Is 120 Medium format film still used by photographers?

Yes!  120 film is a still-used film format for medium format photography. It is used by some photographers because it offers higher image quality and a larger negative size compared to 35mm film. The larger negative size allows for greater detail and tonal range in the final image. Additionally, the format is often used by professional photographers, as well as enthusiasts, who prefer the look and feel of medium format film over digital or 35mm film. Some photographers also prefer the tactile experience of using film, as well as the unique aesthetic qualities it can produce. Additionally, some photographers use 120 film because it is still available, and they do not want to switch to digital or other film formats.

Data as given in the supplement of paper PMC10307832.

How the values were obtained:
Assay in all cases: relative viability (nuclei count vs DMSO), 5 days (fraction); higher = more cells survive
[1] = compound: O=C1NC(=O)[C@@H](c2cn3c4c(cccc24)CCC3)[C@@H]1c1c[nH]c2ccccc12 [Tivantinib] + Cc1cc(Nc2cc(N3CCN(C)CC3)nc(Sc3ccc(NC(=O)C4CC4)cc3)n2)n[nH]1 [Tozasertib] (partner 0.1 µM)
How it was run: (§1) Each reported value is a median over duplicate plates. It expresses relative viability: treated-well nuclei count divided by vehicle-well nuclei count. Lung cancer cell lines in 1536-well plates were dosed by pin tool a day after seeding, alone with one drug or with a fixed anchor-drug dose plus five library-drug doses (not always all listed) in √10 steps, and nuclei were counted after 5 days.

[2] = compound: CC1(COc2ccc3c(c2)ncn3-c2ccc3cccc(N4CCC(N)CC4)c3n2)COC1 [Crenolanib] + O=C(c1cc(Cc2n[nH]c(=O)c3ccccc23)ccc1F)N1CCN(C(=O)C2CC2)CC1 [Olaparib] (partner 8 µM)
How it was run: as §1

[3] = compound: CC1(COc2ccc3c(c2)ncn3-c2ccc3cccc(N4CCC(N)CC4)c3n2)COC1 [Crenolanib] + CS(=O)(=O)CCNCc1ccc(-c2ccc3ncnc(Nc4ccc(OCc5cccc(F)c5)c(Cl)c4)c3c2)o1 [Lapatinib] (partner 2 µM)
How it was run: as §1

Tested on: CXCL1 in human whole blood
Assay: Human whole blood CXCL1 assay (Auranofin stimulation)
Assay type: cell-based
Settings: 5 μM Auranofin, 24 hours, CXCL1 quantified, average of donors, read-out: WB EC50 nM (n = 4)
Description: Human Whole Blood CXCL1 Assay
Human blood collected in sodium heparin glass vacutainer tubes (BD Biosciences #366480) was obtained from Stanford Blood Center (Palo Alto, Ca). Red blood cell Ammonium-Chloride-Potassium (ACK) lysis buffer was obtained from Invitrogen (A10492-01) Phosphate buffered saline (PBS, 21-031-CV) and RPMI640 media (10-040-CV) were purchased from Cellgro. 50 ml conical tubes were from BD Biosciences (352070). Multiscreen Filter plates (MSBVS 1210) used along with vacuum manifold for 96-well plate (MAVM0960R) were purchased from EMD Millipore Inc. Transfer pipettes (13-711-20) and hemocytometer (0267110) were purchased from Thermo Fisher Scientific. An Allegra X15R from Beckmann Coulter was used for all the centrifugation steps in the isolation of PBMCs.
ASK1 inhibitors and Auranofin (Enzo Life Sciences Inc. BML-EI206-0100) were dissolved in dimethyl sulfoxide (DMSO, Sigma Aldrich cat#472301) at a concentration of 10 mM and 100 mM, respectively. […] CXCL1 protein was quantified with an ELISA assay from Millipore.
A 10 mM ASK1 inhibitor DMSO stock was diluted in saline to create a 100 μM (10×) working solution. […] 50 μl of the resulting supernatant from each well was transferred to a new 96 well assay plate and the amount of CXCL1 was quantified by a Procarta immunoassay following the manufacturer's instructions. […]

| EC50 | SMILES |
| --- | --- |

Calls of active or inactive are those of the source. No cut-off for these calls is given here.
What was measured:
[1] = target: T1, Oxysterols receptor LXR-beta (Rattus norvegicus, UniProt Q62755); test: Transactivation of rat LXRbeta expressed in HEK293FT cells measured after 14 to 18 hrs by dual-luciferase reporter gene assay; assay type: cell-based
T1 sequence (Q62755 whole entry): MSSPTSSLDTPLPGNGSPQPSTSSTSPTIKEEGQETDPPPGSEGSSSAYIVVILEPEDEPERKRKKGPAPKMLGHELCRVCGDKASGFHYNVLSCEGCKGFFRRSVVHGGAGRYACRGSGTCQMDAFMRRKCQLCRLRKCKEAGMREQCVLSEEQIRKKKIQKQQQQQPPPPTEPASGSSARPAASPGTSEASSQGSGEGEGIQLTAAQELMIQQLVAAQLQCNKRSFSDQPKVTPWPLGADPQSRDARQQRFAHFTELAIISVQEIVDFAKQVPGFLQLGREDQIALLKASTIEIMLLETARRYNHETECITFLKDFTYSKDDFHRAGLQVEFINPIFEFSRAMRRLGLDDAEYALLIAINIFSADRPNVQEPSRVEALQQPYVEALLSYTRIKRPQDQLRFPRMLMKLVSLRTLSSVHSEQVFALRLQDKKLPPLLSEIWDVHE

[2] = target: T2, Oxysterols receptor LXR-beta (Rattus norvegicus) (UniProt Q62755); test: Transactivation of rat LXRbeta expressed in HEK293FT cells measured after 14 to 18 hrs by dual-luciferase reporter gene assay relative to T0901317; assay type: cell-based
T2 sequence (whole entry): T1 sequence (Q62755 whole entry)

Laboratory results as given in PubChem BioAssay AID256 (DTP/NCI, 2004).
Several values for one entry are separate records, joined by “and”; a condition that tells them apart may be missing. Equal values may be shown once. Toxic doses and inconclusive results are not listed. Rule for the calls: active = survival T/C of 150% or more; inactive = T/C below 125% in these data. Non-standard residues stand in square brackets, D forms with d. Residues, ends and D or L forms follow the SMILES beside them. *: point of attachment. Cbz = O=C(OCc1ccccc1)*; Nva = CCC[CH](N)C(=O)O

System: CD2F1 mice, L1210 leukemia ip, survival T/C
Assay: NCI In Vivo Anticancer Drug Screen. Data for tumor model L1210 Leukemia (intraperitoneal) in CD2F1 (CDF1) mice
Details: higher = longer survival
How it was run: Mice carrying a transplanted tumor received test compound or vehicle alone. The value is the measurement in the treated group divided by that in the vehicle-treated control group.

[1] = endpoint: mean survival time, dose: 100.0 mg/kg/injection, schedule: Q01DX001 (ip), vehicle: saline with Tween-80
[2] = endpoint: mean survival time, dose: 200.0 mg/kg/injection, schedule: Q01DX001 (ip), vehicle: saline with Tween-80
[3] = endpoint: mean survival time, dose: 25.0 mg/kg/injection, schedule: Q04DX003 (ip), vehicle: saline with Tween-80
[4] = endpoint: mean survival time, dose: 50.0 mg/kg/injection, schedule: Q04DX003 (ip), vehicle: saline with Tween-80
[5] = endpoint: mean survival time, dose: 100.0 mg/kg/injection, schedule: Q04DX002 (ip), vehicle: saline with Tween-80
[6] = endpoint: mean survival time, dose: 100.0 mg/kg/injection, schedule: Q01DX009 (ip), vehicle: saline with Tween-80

120 film was first introduced in 1901 by Kodak and was widely used for amateur and professional photography until the 1960s, when 35mm film became more popular.120 film is a roll film format, which means that it comes on a roll and is advanced through the camera one frame at a time. Each roll of 120 film typically contains 12 or 16 exposures, depending on the camera and the format.One of the major advantages of 120 film is its larger negative size, which is approximately 6cm x 6cm. This is significantly larger than the negative size of 35mm film, which is only 24mm x 36mm. The larger negative size allows for more detail and tonal range in the final image, which is why many professional photographers prefer 120 film for portrait and landscape photography. Another advantage of 120 film is that it offers a wide range of ISO speeds, from ISO 50 to ISO 1600. This allows photographers to use the film in a variety of lighting conditions, from bright sunlight to low-light situations.120 film cameras are also known for their build quality and durability. Many of these cameras are built to last and can be passed down from generation to generation. Some popular medium format cameras include the Hasselblad 500 series, the Rolleiflex TLR, and the Mamiya 645.120 film also offers a unique aesthetic that is different from digital or 35mm film. The larger negative size and the wide range of ISO speeds can produce images with a distinct look and feel that is difficult to replicate with digital cameras. Some photographers find this aesthetic particularly appealing and choose to use 120 film for this reason.In recent years, the demand for film has been growing again, as many photographers are rediscovering the joys of shooting with film. While digital cameras have many advantages, film offers a unique look and feel that can't be replicated, and some photographers find the tactile experience of using film to be particularly's important to note that even though 120 film is still available, it can be harder to find than 35mm film, and it can be more expensive. Additionally, the number of labs that can process 120 film is also limited, but more and more labs are starting to offer 120 film processing.  Take a look at